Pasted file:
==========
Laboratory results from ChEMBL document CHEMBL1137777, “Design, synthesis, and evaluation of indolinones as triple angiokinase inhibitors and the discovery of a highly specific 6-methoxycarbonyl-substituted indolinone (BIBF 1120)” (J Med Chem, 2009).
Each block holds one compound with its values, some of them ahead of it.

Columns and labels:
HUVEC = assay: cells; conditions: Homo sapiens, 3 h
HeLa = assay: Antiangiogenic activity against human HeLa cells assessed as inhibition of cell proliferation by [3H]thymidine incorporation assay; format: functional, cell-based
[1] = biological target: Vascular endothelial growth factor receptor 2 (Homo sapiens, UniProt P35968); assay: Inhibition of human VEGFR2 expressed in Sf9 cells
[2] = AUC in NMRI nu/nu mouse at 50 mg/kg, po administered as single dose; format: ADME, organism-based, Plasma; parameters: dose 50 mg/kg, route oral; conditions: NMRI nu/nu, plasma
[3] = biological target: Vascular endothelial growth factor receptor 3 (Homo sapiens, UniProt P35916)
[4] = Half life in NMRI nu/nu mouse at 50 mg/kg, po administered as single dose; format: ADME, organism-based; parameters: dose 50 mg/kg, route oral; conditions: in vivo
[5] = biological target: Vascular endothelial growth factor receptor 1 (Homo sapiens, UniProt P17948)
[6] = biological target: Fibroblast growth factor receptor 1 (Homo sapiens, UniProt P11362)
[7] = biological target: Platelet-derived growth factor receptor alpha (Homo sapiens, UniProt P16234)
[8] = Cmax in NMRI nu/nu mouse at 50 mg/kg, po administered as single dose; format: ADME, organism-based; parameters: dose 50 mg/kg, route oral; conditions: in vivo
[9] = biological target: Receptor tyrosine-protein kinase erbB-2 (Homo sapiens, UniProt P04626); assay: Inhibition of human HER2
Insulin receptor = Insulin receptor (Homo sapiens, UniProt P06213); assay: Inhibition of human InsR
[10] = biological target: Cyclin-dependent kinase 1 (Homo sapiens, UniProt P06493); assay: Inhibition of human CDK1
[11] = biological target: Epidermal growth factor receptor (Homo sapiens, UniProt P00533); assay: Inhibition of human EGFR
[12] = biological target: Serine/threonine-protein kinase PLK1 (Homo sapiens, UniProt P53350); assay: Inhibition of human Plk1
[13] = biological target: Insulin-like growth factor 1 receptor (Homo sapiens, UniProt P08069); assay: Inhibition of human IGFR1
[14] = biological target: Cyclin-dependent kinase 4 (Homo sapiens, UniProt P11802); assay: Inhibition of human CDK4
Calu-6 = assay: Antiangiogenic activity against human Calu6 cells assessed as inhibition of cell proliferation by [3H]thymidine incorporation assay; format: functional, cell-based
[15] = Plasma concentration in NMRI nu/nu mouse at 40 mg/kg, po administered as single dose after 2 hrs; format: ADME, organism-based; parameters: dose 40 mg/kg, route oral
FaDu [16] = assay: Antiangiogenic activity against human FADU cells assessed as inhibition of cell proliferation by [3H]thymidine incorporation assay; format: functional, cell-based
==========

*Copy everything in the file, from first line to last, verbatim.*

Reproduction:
Laboratory results from ChEMBL document CHEMBL1137777, “Design, synthesis, and evaluation of indolinones as triple angiokinase inhibitors and the discovery of a highly specific 6-methoxycarbonyl-substituted indolinone (BIBF 1120)” (J Med Chem, 2009).
Each block holds one compound with its values, some of them ahead of it.

Columns and labels:
HUVEC = assay: cells; conditions: Homo sapiens, 3 h
HeLa = assay: Antiangiogenic activity against human HeLa cells assessed as inhibition of cell proliferation by [3H]thymidine incorporation assay; format: functional, cell-based
[1] = biological target: Vascular endothelial growth factor receptor 2 (Homo sapiens, UniProt P35968); assay: Inhibition of human VEGFR2 expressed in Sf9 cells
[2] = AUC in NMRI nu/nu mouse at 50 mg/kg, po administered as single dose; format: ADME, organism-based, Plasma; parameters: dose 50 mg/kg, route oral; conditions: NMRI nu/nu, plasma
[3] = biological target: Vascular endothelial growth factor receptor 3 (Homo sapiens, UniProt P35916)
[4] = Half life in NMRI nu/nu mouse at 50 mg/kg, po administered as single dose; format: ADME, organism-based; parameters: dose 50 mg/kg, route oral; conditions: in vivo
[5] = biological target: Vascular endothelial growth factor receptor 1 (Homo sapiens, UniProt P17948)
[6] = biological target: Fibroblast growth factor receptor 1 (Homo sapiens, UniProt P11362)
[7] = biological target: Platelet-derived growth factor receptor alpha (Homo sapiens, UniProt P16234)
[8] = Cmax in NMRI nu/nu mouse at 50 mg/kg, po administered as single dose; format: ADME, organism-based; parameters: dose 50 mg/kg, route oral; conditions: in vivo
[9] = biological target: Receptor tyrosine-protein kinase erbB-2 (Homo sapiens, UniProt P04626); assay: Inhibition of human HER2
Insulin receptor = Insulin receptor (Homo sapiens, UniProt P06213); assay: Inhibition of human InsR
[10] = biological target: Cyclin-dependent kinase 1 (Homo sapiens, UniProt P06493); assay: Inhibition of human CDK1
[11] = biological target: Epidermal growth factor receptor (Homo sapiens, UniProt P00533); assay: Inhibition of human EGFR
[12] = biological target: Serine/threonine-protein kinase PLK1 (Homo sapiens, UniProt P53350); assay: Inhibition of human Plk1
[13] = biological target: Insulin-like growth factor 1 receptor (Homo sapiens, UniProt P08069); assay: Inhibition of human IGFR1
[14] = biological target: Cyclin-dependent kinase 4 (Homo sapiens, UniProt P11802); assay: Inhibition of human CDK4
Calu-6 = assay: Antiangiogenic activity against human Calu6 cells assessed as inhibition of cell proliferation by [3H]thymidine incorporation assay; format: functional, cell-based
[15] = Plasma concentration in NMRI nu/nu mouse at 40 mg/kg, po administered as single dose after 2 hrs; format: ADME, organism-based; parameters: dose 40 mg/kg, route oral
FaDu [16] = assay: Antiangiogenic activity against human FADU cells assessed as inhibition of cell proliferation by [3H]thymidine incorporation assay; format: functional, cell-based